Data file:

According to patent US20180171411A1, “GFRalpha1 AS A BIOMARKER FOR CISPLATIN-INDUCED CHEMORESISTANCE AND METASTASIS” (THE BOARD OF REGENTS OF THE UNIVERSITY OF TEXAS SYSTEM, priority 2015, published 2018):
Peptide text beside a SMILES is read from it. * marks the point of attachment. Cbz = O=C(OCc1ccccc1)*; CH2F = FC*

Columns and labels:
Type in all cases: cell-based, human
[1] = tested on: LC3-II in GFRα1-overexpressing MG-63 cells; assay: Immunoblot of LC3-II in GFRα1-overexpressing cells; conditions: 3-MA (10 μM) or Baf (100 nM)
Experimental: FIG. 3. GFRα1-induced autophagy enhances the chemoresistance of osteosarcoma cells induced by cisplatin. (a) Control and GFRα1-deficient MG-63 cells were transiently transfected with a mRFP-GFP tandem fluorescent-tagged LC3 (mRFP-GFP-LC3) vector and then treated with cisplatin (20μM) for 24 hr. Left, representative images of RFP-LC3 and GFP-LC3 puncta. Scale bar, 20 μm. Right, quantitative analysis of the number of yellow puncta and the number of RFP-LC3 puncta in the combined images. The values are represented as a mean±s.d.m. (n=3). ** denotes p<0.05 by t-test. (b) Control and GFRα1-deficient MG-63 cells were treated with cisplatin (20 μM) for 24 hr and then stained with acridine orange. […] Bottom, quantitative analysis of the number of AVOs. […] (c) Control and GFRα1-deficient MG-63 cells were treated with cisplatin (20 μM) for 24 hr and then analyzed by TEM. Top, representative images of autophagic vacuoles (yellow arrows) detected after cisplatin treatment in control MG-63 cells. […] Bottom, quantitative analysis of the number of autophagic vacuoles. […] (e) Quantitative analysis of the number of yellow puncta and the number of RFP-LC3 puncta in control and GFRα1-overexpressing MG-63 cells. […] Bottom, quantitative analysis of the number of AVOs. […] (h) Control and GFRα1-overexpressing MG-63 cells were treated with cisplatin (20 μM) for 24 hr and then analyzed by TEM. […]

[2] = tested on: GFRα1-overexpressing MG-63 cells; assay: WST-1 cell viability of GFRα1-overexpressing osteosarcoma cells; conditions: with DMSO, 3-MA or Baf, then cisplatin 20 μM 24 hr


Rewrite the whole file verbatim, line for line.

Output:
According to patent US20180171411A1, “GFRalpha1 AS A BIOMARKER FOR CISPLATIN-INDUCED CHEMORESISTANCE AND METASTASIS” (THE BOARD OF REGENTS OF THE UNIVERSITY OF TEXAS SYSTEM, priority 2015, published 2018):
Peptide text beside a SMILES is read from it. * marks the point of attachment. Cbz = O=C(OCc1ccccc1)*; CH2F = FC*

Columns and labels:
Type in all cases: cell-based, human
[1] = tested on: LC3-II in GFRα1-overexpressing MG-63 cells; assay: Immunoblot of LC3-II in GFRα1-overexpressing cells; conditions: 3-MA (10 μM) or Baf (100 nM)
Experimental: FIG. 3. GFRα1-induced autophagy enhances the chemoresistance of osteosarcoma cells induced by cisplatin. (a) Control and GFRα1-deficient MG-63 cells were transiently transfected with a mRFP-GFP tandem fluorescent-tagged LC3 (mRFP-GFP-LC3) vector and then treated with cisplatin (20μM) for 24 hr. Left, representative images of RFP-LC3 and GFP-LC3 puncta. Scale bar, 20 μm. Right, quantitative analysis of the number of yellow puncta and the number of RFP-LC3 puncta in the combined images. The values are represented as a mean±s.d.m. (n=3). ** denotes p<0.05 by t-test. (b) Control and GFRα1-deficient MG-63 cells were treated with cisplatin (20 μM) for 24 hr and then stained with acridine orange. […] Bottom, quantitative analysis of the number of AVOs. […] (c) Control and GFRα1-deficient MG-63 cells were treated with cisplatin (20 μM) for 24 hr and then analyzed by TEM. Top, representative images of autophagic vacuoles (yellow arrows) detected after cisplatin treatment in control MG-63 cells. […] Bottom, quantitative analysis of the number of autophagic vacuoles. […] (e) Quantitative analysis of the number of yellow puncta and the number of RFP-LC3 puncta in control and GFRα1-overexpressing MG-63 cells. […] Bottom, quantitative analysis of the number of AVOs. […] (h) Control and GFRα1-overexpressing MG-63 cells were treated with cisplatin (20 μM) for 24 hr and then analyzed by TEM. […]

[2] = tested on: GFRα1-overexpressing MG-63 cells; assay: WST-1 cell viability of GFRα1-overexpressing osteosarcoma cells; conditions: with DMSO, 3-MA or Baf, then cisplatin 20 μM 24 hr